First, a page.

Jules Bianchi crash a stark reminder of dangers, says Kubica

Jules Bianchi
Jules Bianchi remains in a critical but stable condition with severe head injuries after his crash in Japan

Former F1 driver Robert Kubica says Jules Bianchi's Japanese Grand Prix crash serves as a reminder that the sport can never be made 100% safe.

Bianchi lost control in wet conditions and collided with a recovery vehicle at Suzuka, suffering severe head injuries.

Kubica, 29, who suffered a partially severed right hand in a rally accident in 2011, told BBC Sport: "When you see it, you ask how is this possible?

"But unfortunately, it can happen. There is always risk in motorsport."

Kubica pointed to the 2007 rain-hit European Grand Prix at the Nurburgring as an example of how Formula 1 can be about fine margins.

Robert Kubica on Jules Bianchi
"I know him quite well, he's a really nice guy and his talent is high, but it doesn't matter how much talent he has or if he is a friend or not - the danger remains."

Tonio Liuzzi lost control of his Toro Rosso on the run down to the first corner, spinning and almost hitting the safety car before lightly bumping into a tractor, which was en-route to rescue several other stricken cars who had gone off moments earlier. Liuzzi was unhurt.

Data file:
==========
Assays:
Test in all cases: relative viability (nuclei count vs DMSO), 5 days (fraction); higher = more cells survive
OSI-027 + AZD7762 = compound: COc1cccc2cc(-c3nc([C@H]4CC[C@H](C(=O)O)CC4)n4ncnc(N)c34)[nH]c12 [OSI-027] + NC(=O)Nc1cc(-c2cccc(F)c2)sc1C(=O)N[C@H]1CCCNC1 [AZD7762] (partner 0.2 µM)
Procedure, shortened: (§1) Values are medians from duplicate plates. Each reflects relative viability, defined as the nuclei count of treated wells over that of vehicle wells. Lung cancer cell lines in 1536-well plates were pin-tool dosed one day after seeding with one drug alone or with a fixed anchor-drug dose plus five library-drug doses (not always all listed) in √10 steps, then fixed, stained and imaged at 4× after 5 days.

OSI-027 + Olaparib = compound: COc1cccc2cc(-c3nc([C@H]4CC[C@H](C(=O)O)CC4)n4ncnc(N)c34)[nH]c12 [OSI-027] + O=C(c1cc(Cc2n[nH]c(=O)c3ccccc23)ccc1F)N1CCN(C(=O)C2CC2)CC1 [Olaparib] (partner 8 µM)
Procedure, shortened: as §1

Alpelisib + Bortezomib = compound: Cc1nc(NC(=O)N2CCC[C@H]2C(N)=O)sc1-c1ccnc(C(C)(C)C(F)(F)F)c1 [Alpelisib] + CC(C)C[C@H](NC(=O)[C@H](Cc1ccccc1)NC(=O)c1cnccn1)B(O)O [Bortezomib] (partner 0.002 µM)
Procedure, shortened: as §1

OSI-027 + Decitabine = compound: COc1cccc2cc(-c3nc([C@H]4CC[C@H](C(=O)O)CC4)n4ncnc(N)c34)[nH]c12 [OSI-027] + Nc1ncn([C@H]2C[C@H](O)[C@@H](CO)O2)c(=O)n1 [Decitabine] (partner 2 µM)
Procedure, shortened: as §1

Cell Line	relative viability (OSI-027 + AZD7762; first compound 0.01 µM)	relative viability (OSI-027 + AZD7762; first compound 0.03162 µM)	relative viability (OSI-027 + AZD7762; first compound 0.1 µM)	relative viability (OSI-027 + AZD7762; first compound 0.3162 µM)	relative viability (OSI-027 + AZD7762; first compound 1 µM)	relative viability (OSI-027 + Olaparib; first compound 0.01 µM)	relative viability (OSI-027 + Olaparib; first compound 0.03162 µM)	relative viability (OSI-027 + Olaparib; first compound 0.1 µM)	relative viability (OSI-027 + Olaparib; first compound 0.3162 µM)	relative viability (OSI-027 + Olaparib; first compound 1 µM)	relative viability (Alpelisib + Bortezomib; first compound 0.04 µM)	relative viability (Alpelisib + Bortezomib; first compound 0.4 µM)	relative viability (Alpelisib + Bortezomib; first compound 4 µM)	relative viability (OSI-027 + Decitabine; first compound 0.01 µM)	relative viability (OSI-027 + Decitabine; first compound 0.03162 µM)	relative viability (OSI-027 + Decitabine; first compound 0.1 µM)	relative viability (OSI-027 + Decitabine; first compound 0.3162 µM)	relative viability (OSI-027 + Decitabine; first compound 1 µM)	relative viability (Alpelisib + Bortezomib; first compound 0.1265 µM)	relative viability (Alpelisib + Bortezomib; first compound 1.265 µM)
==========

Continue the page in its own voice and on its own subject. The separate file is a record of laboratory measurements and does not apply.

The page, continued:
"He was OK and nobody noticed it might be dangerous," he said. "The FIA [world motorsport's governing body] has done an amazing job to improve things and it shows there are still things to improve.

"But it also shows that there is always a danger - that's part of the sport. Even if you think it is safe, the danger is always there."

Kubica was involved in a violent accident in 2007 when he crashed his BMW Sauber at 180mph in the Canadian Grand Prix, experiencing a deceleration force of 28G.

The Pole hit a concrete wall in the middle of the hairpin before rolling back across the track into the barriers on the other side.

Robert Kubica
Kubica suffered a sprained ankle and light concussion in his 180mph crash at the 2007 Canadian GP

He escaped with light concussion and a sprained ankle and returned the following year to claim victory at the same track - his first and only F1 triumph.

Kubica, who now competes in the World Rally Championship with M-Sport but has not recovered enough movement in his arm to return to F1, added: "We can forget how motorsport can be dangerous.

"My case is not the same but I was quite unlucky and lucky - you can see it both ways. I wish Jules and his family all the best and I pray for him.

"I know him quite well, he's a really nice guy and his talent is high, but it doesn't matter how much talent he has or if he is a friend or not - the danger remains."

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